You requested a legal opinion asking whether Missouri requires readoption of foreign-born
adopted children upon arrival in the United States. The information you provided to
us indicates that a Missouri resident presented to a Social Security field office
to apply for a Social Security number for a child he reportedly adopted from South
Korea. However, the gentleman did not have proof of U.S. Citizenship for the child.
For the reasons explained below, we conclude that Missouri does not require readoption
when the adoption has been completed in the foreign country. On the facts you presented,
the adoption was not completed in South Korea. Therefore, the adoption must be finalized
in Missouri in order for the child to be a U.S. citizen.
A Missouri resident presented to a Social Security field office to apply for a Social
Security number for a child he stated that he had adopted from South Korea. The child,
Jee S. L~, was born in South Korea on October 1, 2004. Her name has been changed to
Rachel K~. The gentleman did not have proof of U.S Citizenship for the child, but
produced other documentation including a birth certificate issued by the State of
Missouri, and a Judgment for Transfer of Legal and Physical Custody for Purposes of
Subsequent Adoption from the Circuit Court of Buchanan County, Missouri. He also produced
a U.S. Immediate Relative-4 (IR-4) visa, a U.S. permanent resident card, and a South
Korean travel certificate.
Missouri law states that "when an adoption occurs in a foreign country and the adopted
child has migrated to the United States with the permission of the United States Department
of Justice and the United States Department of Immigration and Naturalization Services,
this state shall recognize the adoption." See MO. ANN. STAT. § 453.170.2 (2006). Accordingly, Missouri does not require readoption
of a child when the adoption has been completed abroad and the child has properly
come to the United States. As explained below, in this case, the adoption was not
completed in South Korea.
The IR-4 visa is issued when the orphan will be adopted after arriving in the U.S.,
and the adoption will be finalized by the courts of the state in which the adoptive
parents reside. See U.S. Dep't of State, Determining Orphan Classification, http://travel.state.gov/visa/laws/telegrams/telegrams_1408.html (last visited Jan. 18, 2007); see also U.S. Dep't of State, International Adoption: How Can Adopted Children Come to the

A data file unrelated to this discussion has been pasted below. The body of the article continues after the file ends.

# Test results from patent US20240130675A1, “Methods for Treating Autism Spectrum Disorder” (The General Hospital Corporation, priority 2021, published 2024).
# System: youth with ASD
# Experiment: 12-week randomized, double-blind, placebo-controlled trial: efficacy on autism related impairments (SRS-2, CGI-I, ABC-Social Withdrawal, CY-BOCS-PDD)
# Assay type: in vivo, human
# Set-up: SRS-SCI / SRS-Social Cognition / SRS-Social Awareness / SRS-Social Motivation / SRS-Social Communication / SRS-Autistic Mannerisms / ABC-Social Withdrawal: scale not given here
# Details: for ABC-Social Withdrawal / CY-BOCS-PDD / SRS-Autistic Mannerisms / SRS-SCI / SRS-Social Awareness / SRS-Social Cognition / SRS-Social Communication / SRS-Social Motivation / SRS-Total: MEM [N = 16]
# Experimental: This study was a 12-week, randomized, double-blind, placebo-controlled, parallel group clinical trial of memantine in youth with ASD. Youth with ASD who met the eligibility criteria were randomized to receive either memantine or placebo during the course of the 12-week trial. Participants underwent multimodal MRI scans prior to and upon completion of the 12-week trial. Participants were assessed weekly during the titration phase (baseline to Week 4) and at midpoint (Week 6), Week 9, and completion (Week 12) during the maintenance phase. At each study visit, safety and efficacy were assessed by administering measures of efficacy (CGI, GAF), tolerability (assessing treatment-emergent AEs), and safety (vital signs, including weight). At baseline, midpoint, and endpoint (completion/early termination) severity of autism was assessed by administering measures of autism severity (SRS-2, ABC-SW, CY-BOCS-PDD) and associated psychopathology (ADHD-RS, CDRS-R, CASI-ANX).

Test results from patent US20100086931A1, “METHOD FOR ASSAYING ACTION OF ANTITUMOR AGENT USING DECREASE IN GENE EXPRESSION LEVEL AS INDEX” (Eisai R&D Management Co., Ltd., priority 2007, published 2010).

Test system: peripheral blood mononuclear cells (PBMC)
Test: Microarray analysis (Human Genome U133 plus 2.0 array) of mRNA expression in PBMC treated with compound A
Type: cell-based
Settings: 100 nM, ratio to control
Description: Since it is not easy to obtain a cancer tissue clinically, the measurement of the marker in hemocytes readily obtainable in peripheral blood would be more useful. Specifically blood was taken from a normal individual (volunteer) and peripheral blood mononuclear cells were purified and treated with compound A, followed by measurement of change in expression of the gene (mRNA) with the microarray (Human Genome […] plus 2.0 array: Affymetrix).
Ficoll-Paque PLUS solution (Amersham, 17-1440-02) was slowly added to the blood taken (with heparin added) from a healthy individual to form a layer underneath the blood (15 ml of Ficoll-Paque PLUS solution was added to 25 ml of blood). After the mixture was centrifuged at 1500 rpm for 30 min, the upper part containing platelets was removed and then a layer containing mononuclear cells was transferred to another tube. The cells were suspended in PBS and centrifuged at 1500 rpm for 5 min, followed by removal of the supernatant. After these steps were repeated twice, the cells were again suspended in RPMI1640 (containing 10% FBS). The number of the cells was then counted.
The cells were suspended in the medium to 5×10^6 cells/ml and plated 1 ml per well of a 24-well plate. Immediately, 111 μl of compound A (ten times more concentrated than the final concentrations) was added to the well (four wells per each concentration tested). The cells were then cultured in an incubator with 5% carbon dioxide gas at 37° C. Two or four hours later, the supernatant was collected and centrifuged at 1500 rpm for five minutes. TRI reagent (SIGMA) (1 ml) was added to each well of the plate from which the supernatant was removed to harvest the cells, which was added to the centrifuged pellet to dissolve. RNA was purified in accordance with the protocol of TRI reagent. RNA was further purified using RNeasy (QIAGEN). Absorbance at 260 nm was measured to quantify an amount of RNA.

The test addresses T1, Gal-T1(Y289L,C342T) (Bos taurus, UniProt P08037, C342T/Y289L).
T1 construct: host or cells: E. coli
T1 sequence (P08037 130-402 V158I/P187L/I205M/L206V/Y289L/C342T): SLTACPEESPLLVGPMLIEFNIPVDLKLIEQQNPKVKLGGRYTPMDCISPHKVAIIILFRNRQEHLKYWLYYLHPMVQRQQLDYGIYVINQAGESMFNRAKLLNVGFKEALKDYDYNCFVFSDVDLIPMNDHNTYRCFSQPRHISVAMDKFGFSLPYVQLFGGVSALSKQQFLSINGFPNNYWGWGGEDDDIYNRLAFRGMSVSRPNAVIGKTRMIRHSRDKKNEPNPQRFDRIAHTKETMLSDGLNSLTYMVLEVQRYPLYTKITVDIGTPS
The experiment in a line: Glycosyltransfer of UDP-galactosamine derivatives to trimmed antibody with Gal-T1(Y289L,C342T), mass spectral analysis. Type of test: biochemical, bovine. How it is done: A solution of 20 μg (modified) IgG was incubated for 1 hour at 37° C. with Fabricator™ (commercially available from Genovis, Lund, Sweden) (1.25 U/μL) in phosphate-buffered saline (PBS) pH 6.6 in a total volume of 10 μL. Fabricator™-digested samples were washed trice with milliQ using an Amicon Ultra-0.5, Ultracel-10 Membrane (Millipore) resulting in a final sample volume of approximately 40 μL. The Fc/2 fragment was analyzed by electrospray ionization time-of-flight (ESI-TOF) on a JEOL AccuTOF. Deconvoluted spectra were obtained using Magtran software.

United States?, http://travel.state.gov/family/adoption/info/info_449.html (last visited Jan. 18, 2007). In order to complete an adoption in Korea, both adopting
parents are required to "have seen and lived with the child for more than three months
either prior to or during the processing of the adoption papers." See Embassy of the United States of Seoul, Korea, Visas to the U.S.: Visa Categories:
Adopting in Korea, http://seoul.usembassy.gov/adoptions-4.html (last visited Jan. 18, 2007). Accordingly, the IR-4 visa is commonly issued in conjunction
with adoptions from Korea.
The Child Citizenship Act of 2000 (CCA) allows certain foreign-born children to acquire
American citizenship automatically. The CCA states that foreign-born adopted children
automatically acquire citizenship when the adoption is full and final. The other requirements
for automatic citizenship are that the child: (1) has at least one parent who is an
American citizen; (2) is under 18 years of age; (3) lives in the legal and physical
custody of the American citizen parent; and (4) was lawfully admitted to the U.S.
for permanent residence. See 8 U.S.C. § 1431. See
also U.S. Dep't of State, Child Citizenship Act of 2000, http://travel.state.gov/family/adoption/info/info_457.html (last visited Jan. 18, 2007). Consequently, children entering the country on an IR-4
visa do not become U.S. citizens until their adoption is finalized. See id.
Based on the documentation provided in this case, the child entered the U.S. on an
IR-4 visa. Accordingly, the adoption had not yet been finalized when the child entered
the country, and she was not yet a U.S. citizen. The document submitted from the Circuit
Court of Buchanan County, Missouri, indicates that, at least as of September 12, 2005,
adoption proceedings had commenced, but were not yet complete. Once the adoption is
complete, the adoptive parents can obtain a Certificate of Citizenship, which is primary
evidence of U.S. Citizenship. See POMS RM 203.310.B.1.
You also asked whether there are instances when Missouri birth certificates cannot
be accepted as secondary evidence of citizenship, as is the case in Louisiana, Nevada,
New Jersey, and Wisconsin. See POMS RM 203.320.B.4.b. Birth certificates from these states cannot be accepted as
secondary evidence of citizenship when the certificate contains a statement to the
effect that it is not proof of citizenship. See id. This section is applicable only to states which require a child, whose adoption abroad
was final, to be readopted in the U.S. See
id. As discussed above, Missouri has no such requirement. However, because the birth
certificate submitted in this case states that it is not proof of citizenship, it
does not appear that it could be accepted as secondary evidence of U.S. citizenship.
Missouri does not require readoption of a foreign-born adopted child upon arrival
in the U.S. The documentation submitted in this case indicates that the child had
not yet been adopted upon her arrival in the U.S. Accordingly, she was not yet a U.S.
citizen. The individual will need to finalize the adoption in order for the child
to become a U.S. citizen and to obtain a Certificate of Citizenship. Finally, the
Missouri birth certificate submitted in this case may not be used as secondary evidence
of U.S. Citizenship.
Very truly yours,
Frank V. S~
Regional Chief Counsel
Kristin L. E~
Assistant Regional Counsel